Security Experts:

Microsoft Finds Privilege Escalation, Code Execution Flaws in Huawei Tool

Microsoft researchers have identified potentially serious privilege escalation and arbitrary code execution vulnerabilities in a tool from Huawei. The vendor has released updates that should patch the flaws.

The security bugs were discovered after the kernel sensors in Microsoft Defender’s Advanced Threat Protection (ATP) product detected anomalous behavior associated with a Huawei device management driver.

Further analysis revealed that Huawei’s PCManager tool, which the Chinese tech giant provides for its MateBook laptops, has a vulnerability that can be exploited for local privilege escalation. The flaw, tracked as CVE-2019-5241, can be exploited to elevate privileges if an attacker can trick the targeted user into executing a malicious application.

During the analysis of this flaw, Microsoft researchers also uncovered CVE-2019-5242, a weakness in Huawei PCManager that can be exploited for arbitrary code execution. According to Microsoft, the vulnerability “allowed a code running with low privileges to read-write beyond the process boundaries—to other processes or even to kernel space.” The company says this could lead to a “full machine compromise.”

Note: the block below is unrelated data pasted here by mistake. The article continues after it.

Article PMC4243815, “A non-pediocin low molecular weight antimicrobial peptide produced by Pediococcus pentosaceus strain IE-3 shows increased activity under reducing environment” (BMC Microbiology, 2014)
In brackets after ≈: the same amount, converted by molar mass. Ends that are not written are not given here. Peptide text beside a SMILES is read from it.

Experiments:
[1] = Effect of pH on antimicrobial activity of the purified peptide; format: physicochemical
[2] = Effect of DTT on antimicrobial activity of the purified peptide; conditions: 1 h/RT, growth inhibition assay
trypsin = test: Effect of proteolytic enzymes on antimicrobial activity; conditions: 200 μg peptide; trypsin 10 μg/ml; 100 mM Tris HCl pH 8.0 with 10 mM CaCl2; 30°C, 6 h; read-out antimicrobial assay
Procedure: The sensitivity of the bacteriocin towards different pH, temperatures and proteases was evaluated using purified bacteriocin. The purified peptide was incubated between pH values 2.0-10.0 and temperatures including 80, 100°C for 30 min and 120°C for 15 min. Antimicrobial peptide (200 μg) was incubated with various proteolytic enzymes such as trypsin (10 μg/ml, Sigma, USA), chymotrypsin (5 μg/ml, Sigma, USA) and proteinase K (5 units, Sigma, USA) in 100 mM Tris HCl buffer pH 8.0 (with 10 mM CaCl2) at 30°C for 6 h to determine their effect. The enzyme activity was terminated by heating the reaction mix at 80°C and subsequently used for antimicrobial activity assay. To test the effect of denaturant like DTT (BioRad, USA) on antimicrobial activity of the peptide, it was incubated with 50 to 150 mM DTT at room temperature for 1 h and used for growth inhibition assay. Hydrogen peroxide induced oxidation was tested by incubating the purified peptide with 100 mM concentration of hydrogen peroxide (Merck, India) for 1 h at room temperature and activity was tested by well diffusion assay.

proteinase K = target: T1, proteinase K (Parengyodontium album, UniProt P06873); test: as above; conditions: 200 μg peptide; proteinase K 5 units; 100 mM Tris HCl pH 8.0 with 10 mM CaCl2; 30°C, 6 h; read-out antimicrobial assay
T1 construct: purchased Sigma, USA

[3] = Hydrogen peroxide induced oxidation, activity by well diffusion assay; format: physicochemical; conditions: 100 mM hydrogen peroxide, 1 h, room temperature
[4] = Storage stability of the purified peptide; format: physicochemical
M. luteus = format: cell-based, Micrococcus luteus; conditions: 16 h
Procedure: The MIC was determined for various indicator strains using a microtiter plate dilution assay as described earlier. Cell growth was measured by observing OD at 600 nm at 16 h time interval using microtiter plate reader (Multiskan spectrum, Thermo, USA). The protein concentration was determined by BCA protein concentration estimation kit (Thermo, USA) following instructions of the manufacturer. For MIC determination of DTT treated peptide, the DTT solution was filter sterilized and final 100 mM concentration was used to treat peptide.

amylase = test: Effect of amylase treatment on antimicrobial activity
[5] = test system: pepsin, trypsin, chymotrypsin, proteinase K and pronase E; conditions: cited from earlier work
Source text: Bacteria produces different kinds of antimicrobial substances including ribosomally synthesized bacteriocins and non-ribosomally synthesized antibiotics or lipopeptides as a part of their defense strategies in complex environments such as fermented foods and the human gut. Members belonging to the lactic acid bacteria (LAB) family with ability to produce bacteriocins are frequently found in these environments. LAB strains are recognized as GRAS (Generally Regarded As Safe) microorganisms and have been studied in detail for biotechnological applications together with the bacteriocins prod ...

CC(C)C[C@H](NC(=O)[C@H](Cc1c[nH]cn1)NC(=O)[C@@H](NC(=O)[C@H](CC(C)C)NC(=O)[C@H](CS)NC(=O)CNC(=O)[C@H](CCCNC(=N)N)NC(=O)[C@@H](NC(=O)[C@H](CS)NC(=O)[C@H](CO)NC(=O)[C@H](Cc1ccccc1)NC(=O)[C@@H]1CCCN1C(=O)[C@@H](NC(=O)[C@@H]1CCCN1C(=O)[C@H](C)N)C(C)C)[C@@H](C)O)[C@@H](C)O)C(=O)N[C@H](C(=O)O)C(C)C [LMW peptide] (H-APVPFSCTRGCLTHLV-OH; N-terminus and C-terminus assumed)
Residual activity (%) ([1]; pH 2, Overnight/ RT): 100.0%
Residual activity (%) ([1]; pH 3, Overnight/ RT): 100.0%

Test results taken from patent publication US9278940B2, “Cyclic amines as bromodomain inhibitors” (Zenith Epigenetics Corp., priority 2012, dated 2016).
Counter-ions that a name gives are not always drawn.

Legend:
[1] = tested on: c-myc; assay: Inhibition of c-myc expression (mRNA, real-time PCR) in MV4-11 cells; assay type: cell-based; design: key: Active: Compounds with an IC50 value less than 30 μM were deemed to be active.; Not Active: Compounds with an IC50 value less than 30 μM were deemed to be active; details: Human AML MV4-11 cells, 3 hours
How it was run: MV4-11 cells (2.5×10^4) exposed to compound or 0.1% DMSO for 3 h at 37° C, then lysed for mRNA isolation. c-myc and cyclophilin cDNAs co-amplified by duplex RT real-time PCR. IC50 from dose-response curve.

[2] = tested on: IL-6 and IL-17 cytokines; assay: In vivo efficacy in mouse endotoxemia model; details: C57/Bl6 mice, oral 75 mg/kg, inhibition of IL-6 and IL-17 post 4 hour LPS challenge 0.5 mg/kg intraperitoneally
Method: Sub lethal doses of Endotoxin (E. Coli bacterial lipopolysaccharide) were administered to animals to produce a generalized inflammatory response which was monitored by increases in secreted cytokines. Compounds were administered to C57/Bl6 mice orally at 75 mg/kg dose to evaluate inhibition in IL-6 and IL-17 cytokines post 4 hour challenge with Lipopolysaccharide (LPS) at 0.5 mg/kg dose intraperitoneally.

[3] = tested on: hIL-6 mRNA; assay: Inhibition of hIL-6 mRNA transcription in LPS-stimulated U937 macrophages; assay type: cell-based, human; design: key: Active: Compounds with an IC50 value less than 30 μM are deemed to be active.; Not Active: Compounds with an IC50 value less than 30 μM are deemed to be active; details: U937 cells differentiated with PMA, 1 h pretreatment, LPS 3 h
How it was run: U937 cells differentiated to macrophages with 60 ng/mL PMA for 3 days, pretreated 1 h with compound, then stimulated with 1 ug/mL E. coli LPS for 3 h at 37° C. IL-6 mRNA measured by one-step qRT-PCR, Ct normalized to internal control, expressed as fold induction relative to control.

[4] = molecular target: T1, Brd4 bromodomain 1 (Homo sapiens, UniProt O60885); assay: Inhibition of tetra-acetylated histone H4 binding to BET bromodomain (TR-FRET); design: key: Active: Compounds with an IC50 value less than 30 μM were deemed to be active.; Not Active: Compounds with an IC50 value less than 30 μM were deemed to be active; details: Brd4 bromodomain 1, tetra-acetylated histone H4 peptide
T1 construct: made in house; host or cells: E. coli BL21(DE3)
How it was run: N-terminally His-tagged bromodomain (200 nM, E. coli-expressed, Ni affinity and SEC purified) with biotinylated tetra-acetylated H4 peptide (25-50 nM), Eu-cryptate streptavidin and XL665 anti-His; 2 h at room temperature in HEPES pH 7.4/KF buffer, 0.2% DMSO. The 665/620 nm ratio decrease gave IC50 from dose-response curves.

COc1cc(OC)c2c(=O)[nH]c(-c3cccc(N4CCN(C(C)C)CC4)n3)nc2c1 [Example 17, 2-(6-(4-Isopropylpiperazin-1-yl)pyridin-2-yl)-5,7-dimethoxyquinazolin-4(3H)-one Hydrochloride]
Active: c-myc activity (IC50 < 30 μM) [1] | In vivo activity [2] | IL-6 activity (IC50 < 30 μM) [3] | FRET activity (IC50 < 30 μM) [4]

Huawei patched the vulnerabilities, which it has classified as “high severity,” in January. Users can install the update manually, but the affected product also supports automatic updates.

Microsoft on Monday published a blog post providing technical details and describing how the flaws were discovered. The issues were also disclosed last month at Microsoft’s Blue Hat conference in Israel.

“The two vulnerabilities we discovered in a driver prove the importance of designing software and products with security in mind. Security boundaries must be honored. Attack surface should be minimized as much as possible. In this case, the flaws could have been prevented if certain precautions were taken,” Microsoft’s Defender Research Team wrote in a blog post.

It’s not uncommon for researchers to find vulnerabilities in the tools provided by major hardware vendors. In the past year, potentially serious flaws have been found in applications from Intel, Dell, Lenovo and LG.

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Eduard Kovacs (@EduardKovacs) is a contributing editor at SecurityWeek. He worked as a high school IT teacher for two years before starting a career in journalism as Softpedia’s security news reporter. Eduard holds a bachelor’s degree in industrial informatics and a master’s degree in computer techniques applied in electrical engineering.